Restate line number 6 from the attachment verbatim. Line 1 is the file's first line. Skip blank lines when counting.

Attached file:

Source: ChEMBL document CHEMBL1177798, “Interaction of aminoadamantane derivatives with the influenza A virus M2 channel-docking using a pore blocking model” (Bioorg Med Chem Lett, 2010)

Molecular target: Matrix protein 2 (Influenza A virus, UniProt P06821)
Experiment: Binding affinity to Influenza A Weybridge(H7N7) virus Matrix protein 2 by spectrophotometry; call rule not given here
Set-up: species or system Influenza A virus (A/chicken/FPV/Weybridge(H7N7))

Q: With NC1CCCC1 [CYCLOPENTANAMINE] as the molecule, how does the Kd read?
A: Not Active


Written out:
A: Not Active